All About Reverse Mortgage Lending

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A bank that gave up on reverse mortgage lending at the beginning of the credit crisis has launched a new wholesale reverse lending channel, while another third-party lender hopes to help brokers focus more on the loan prospect’s product education and less on sales. An originator and an issuer of reverse mortgages reported big growth, and a service provider is promoting a list of reverse mortgage prospects who are delinquent but have loan-to-values less than 60 percent.

VirtualBank announced this month it expects to re-open its reverse lending business between March 5 and March 10. The company, headquartered in Palm Beach Gardens, Fla., originally formed Seniors Lending Group in late 2006 using proprietary products. But the unit was disbanded in late 2007 “due to market conditions.”

Now, VirtualBank said it has re-entered the reverse mortgage market through VirtualBank Senior Lending Group. The original senior management team led by Al Rodriguez was brought from three years ago. Rodriguez noted in the statement that company research indicates there is strong national demand from reverse mortgage originators for “additional wholesale delivery options from a stable, federally regulated financial institution with a client-centered culture.”

Also earlier this month in Florida, New Beacon Financial announced the launch of its reverse mortgage division product, Reverse123. The Boca Raton-based commercial and residential correspondent lender said it is aiming for a more consultative approach to marketing with a broker training program that focuses more on educating the consumer rather than “selling” the loan.

New Beacon’s reverse mortgage media campaign includes a television commercial aimed at educating seniors on the details and benefits of reverse lending.

San Francisco-based Patelco Credit Union, San Diego-based USA Fed, and Grossmont Schools Federal Credit Union now utilize the services of Golden Gateway Financial, according to an announcement from the Oakland, Calif.-based company. In addition to reverse mortgage brokering, Golden Gateway says it provides reverse mortgage information, tools and products. Among more than 1 million credit union members now using the national service are members of Boeing Employees Credit Union.

Synergy Marketing Group announced the availability of an updated database of seniors in Texas who are currently late on their mortgage payments. Synergy said the borrowers are over 62 years old, have a current loan-to-value under 60 percent and are at least 30 days late on their mortgage payments. The exclusive list is compiled largely from Trans Union and Experian’s database and is being offered to HUD-approved lenders.

Sun West Mortgage Co. reported late last month that it has issued more than $2 billion in HECM mortgage-backed securities. The Cerritos, Calif.-based company credited the increase to ReverseSoft, a proprietary reverse mortgage system that automates the reverse lending process.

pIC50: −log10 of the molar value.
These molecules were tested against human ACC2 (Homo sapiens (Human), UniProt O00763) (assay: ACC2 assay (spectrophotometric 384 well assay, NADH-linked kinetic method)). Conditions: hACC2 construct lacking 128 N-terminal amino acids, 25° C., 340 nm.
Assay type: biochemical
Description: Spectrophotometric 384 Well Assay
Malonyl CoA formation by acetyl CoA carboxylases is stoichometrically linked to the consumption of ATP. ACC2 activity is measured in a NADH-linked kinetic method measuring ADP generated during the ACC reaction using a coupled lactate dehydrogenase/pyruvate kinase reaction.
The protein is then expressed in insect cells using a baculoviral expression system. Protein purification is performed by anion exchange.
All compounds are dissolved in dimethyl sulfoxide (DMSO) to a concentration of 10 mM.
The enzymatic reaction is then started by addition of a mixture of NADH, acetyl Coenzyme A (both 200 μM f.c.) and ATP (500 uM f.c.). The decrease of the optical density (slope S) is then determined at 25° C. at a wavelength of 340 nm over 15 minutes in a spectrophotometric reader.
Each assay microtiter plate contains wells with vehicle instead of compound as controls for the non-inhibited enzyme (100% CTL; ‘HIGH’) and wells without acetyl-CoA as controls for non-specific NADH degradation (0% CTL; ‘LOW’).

Generation Mortgage reported home-equity conversion mortgage volume increased 182 percent between 2008 and 2009. The growth reportedly made the privately owned firm the fifth largest U.S. reverse lender last year.

Atlanta-based Generation projects a further increase in this year’s production. In addition to its brokers, growth was attributed to its approval as a Ginnie Mae servicer and obtaining issuance authority.

The Honolulu Advertiser reported that a senior citizen in Aiea, Hawaii, was defrauded out of at least $750,000, which included a fraudulent reverse mortgage taken out by a female acquaintance who had durable power of attorney. The state Department of Human Services Adult Protective Services is reportedly investigating the incident, while new legislation is in the works to make it more difficult to obtain a power of attorney.

Reverse mortgage lender American Advisors Group last month quoted its spokesman, 83-year-old actor Peter Graves, as saying he is concerned seniors are not receiving the right message about reverse mortgages and that negative publicity could turn seniors off to a financial product from which they could really benefit.

But Irvine, Calif.-based American Advisors was one of two mortgage brokers accused in lawsuits filed earlier this month by Illinois Attorney General Lisa Madigan of using deceptive marketing to target senior citizens for reverse mortgages. Madigan noted that the many of the firms’ customers didn’t know that the advertised offers were for reverse mortgages.

Michael Banner became the first Florida-approved instructor for a three-hour continuing education class for Realtors on the reverse mortgage program for purchase transactions, a news release said. Banner is founder and owner of Clearwater, Fla.-based LoanWell America and founder of The C.E. Institute of America.

Mortgage Expert

Mortgage Daily Staff



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